How Private is Your Online Search History?
The ACLU has filed a Freedom of Information Act request with the Department of Justice to find out whether federal law enforcement agencies and prosecutors think they need a warrant to obtain people’s search queries from online search engine operators, or whether they think they can obtain it on a lower standard like a subpoena.
The queries we enter into online search engines can reveal a great deal of deeply private information about us. A search for “psychologists in Pittsburgh” is pretty revealing; a search for “birth control morning after pill” or “gonorrhea treatment” even more so. Knowing that a person searched for “atheist organizations in Alabama” or “how do I come out of the closet” could expose them to stigma. And entering “divorce lawyer,” “domestic violence shelter,” or “marriage counseling” can expose sensitive facts, as can searching for “whistleblower protections” or “civil disobedience tactics.” Because this information is so revealing, most of us would want it to be protected against snooping and disclosure.
Unfortunately, the public knows little about the policies and practices of the government when it seeks people’s search queries from search engine operators as part of a criminal investigation. This information is important, because the major online search engines—Google, Microsoft’s Bing, Yahoo!, and Ask.com—log and retain information about users’ search queries. The retained information includes not only the search terms entered into the search engines, but also unique identifying information about the users entering those terms, such as the Internet Protocol (IP) address assigned to the user by the user’s internet service provider, and the unique cookie ID assigned to the user’s computer by the search engine operator itself. Although some search engines automatically encrypt the connection between users’ computers and their servers to protect the privacy of search terms as they travel over the internet, search query information is still saved by the companies on their end, and therefore available to law enforcement. (At least one search engine, Duck Duck Go, states that it doesn’t log or retain search queries at all).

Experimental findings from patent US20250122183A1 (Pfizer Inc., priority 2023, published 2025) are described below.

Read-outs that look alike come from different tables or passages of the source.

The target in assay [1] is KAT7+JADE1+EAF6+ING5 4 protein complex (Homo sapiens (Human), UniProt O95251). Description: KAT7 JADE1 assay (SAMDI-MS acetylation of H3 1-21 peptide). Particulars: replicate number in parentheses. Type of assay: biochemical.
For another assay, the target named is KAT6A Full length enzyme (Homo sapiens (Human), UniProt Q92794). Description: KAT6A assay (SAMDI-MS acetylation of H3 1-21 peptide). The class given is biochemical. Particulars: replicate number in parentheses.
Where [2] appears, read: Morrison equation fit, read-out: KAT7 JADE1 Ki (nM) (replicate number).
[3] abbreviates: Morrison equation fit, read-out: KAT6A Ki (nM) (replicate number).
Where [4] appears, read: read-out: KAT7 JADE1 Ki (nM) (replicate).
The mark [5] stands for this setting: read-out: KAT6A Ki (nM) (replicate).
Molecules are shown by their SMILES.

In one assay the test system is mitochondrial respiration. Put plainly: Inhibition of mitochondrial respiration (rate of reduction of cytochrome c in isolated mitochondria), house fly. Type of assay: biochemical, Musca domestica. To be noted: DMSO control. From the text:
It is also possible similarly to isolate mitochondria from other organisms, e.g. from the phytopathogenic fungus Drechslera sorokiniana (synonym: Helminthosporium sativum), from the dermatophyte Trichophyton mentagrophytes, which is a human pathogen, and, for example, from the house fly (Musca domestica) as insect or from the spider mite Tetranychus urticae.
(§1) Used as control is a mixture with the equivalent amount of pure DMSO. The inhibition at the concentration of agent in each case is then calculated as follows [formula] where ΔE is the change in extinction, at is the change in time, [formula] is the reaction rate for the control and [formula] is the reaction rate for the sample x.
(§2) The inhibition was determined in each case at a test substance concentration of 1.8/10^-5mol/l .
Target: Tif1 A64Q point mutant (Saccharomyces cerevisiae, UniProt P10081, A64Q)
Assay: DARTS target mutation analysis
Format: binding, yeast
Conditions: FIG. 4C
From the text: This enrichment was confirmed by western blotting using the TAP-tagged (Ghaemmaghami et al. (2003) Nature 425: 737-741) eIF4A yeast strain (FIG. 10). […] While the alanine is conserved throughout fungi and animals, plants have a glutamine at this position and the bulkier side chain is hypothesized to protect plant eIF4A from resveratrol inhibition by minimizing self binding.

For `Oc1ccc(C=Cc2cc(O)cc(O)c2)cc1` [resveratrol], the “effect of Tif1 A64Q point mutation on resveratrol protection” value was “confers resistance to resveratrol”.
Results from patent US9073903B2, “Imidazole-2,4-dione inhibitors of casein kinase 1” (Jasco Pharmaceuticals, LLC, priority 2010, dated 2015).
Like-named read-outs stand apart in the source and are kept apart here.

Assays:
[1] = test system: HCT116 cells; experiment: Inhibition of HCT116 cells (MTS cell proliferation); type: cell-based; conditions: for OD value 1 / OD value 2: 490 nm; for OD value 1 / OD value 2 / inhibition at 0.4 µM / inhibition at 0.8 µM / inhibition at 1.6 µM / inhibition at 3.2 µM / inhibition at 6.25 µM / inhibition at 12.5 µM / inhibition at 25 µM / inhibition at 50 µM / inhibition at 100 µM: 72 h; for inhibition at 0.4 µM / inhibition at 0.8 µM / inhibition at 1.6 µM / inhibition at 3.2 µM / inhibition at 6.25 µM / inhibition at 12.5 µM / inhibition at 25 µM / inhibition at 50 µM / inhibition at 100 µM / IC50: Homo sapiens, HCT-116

There are two kinds of information law enforcement might seek from a search engine: records of search queries entered by a particular person or persons; and a list of the names, IP addresses, or other identifying information for some or all people who have entered a particular query into the search engine’s webpage. Representatives of the two largest search engines, Google and Bing, have suggested that they think the government needs a warrant to get this information. But we don’t know what the government’s policies are, nor how the search engines have reacted when presented with a government request for users’ search query data. Other than a 2006 instance in which Google resisted an extremely broad Justice Department subpoena for search records, we don’t know of any cases where search engines have challenged government requests, in court or out.
It is increasingly difficult to participate fully in today’s social, professional, and civic life without accessing the vast trove of information and resources the internet contains. And precisely because the internet is so immense, we must rely on search engines to guide us to its useful and relevant parts. While even a single search query can reveal private information about the person who enters it, a person’s whole search history can furnish a detailed profile of her medical diagnoses, religious beliefs, financial stability, sexual desires, relationship status, family secrets, political leanings, and more. We should not have to choose between protecting our privacy from unjustified government surveillance and participating in modern life. Law enforcement should be no less required to obtain a warrant to view our search histories than to read the contents of our private letters or emails. The ACLU’s Freedom of Information Act request provides an opportunity for the government to explain whether it thinks it needs a warrant to obtain our private search histories, or whether its practices are at odds with the requirements of the Fourth Amendment.